Elkhorn Mountain aka Elkhorn Peak

Elevation: 9,095 ft
Prominence: 1,143

Climbing and access information for this peak is found on page 356. The USGS identifies this, the highest point on Elkhorn Mountain, Elkhorn Peak. If the highest point on a named mountain is not named after the mountain then why use the word “Mountain” at all. This website will stick with the name “Elkhorn Mountain.” Livingston Douglas has provided a extensive update which is found below. Updated November 2018.

Elkhorn Mountain is the most impressive Bannock Range summit and its view encompasses a huge part of southeast Idaho.

Rick Baugher writes “In 1877 Henry Gannett and A.D. Wilson of the Hayden Survey used this summit and about 35 other eastern Idaho summits in their triangulation scheme. They called this peak West Malade Peak and assigned a barametric elevationof 9220 feet. The USGS benchmark in place is dated 1934 and stamped “South Elkhorn.” T.M. Bannon’s Elkhorn station is to the north, seen on the right in the photo. The summit of Limestone is crowned with a beautiful well constructed 9 foot high stone monument. The sheer east face of the mountain drops off from this point and is “Tetonesque” in apperance. A pleasant circular hike, part trail, part crosscountry, can be done from the east side of the mountain, starting above the Forest Service CG.

Elkhorn Mountain's summit cairn. The view is to the north, Old Tom Muntain is seen to the left, on November 18, 1995. This Elkhorn Mountain is on the Columbia/Great Basin watershed divide. Rick Baugher Photo and commentary.

Elkhorn Mountain’s summit cairn. The view is to the north, Old Tom Mountain is seen to the left, on November 18, 1995. This Elkhorn Mountain is on the Columbia/Great Basin watershed divide. Rick Baugher Photo and commentary.

2018 Update by Livingston Douglas 

Date of Climb:  September 18, 2018

General comments about Elkhorn Peak:

Elkhorn Peak is the southernmost (and highest) peak on the Elkhorn Mountain massif. It is also called South Elkhorn Benchmark. It sits at the head of Mill Canyon and still has a massive cairn on top (as pictured above). The North Ridge is the easiest route to the summit and can be accessed via FSR-333/Summit Canyon Trail. The Eastern Slopes (referred to in the book) are no picnic. There is a prominent cliff band high up on the East Face that must either be climbed or circumvented.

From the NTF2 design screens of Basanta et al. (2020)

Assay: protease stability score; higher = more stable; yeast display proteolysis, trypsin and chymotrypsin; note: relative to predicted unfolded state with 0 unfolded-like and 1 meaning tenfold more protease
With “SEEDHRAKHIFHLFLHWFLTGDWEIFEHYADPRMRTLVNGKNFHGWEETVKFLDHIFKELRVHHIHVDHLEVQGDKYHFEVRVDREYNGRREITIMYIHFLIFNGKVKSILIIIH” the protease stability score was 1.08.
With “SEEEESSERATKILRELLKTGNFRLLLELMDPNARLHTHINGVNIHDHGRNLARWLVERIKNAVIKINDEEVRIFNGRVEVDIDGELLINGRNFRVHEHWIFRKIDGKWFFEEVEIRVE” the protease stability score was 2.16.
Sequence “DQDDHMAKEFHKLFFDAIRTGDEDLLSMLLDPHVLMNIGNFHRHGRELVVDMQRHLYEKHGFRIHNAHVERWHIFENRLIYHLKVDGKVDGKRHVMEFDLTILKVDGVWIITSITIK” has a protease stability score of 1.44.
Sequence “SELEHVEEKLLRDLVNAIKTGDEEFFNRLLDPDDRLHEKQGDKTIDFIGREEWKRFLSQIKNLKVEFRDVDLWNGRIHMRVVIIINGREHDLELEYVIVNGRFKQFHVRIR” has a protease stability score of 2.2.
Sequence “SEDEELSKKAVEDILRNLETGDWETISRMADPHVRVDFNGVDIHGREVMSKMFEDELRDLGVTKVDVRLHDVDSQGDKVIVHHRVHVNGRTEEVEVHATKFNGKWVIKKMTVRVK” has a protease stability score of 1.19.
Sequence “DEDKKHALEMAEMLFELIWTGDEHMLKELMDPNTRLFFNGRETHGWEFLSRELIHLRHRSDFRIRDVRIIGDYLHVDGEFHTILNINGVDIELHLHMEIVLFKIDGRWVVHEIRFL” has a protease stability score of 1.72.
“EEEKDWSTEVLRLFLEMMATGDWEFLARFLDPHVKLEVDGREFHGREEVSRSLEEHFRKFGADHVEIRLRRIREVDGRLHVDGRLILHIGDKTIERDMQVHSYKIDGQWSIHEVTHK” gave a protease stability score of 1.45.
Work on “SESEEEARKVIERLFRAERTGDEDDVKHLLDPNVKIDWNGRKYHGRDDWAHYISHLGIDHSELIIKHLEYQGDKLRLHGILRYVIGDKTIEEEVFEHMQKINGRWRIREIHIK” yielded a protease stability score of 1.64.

East Ridge, Class 4


Malad Summit Road crosses over I-15 (no exit here). It is located 8.1 miles SSW of Downey on the Old Malad Highway. Set your altimeter to 0.0 at the junction of Malad Summit Road and the Old Malad Highway and begin your drive westward up Malad Summit Road. At 2.1 miles, you reach the Caribou National Forest boundary. The road now becomes FSR-041. At 3.0 miles, you reach the Summit Campground (LHS of the road). The road gets much rougher after this point and is not advised for passenger vehicles. There is parking space for 1-2 cars at the entrance to the campground. There is an informal campsite on the RHS of FSR-041 about 0.3 miles before reaching the campground. You may be able to pull off and park here as well (or just across the road from it).


From the Summit Campground, hike (or drive) about a mile up FSR-041 to the [signed] trailhead for FST-333/Summit Canyon Trail. FST-333 is an old jeep road that is now an ATV trail. Hike up FST-333 for just over ½ mile to a signed junction in an open area where Mill Canyon forks. FST-333 goes up the right fork to reach the Elkhorn Divide at an 8,060-foot saddle. FST-334/Kents Canyon Trail (a MC trail) goes up the left fork and reaches an 8,020-foot saddle NNE of Kents Peak. Go LEFT onto FST-334.

Study the USGS topo map closely. [Please note that the map spuriously shows “Power House Road” going from Mill Canyon up to the summit of Elkhorn Peak and then descending the North Ridge of Elkhorn Peak. There is no such road/trail; it’s complete nonsense.] Your objective is to climb the East Ridge of Elkhorn Peak. The East Ridge descends to the unnamed drainage that FST-334 follows. The toe of the East Ridge meets the [dry] drainage at a point where the drainage makes a sharp bend to the R/W. This point is at approximately 7,420 feet.

Hike southward up FST-334 for about a mile to 7,420 feet in an open area at a sharp R/W bend in the drainage. Leave the trail and bushwhack briefly W (or NW) up easy desert scrub to reach the forested crest of the East Ridge. There is open scrub/gravel on either side of the ridge crest, albeit angled. The ridge crest itself is clogged with ridgeline trees and blowdown, so you must weave from side to side to find the optimal way to advance higher. Climb the ridge WSW then W up to 8,000 feet. In this lower section of the ridge, there is an obvious gully to the R/N. This gully disappears at the 8,000-foot level and, soon after that, the Northeast Spur merges with the East Ridge at 8,200 feet. At this ridge juncture, another [larger] gully emerges on the R/N side of the ridge. This wide gully dramatically cuts the East Face of Elkhorn Peak.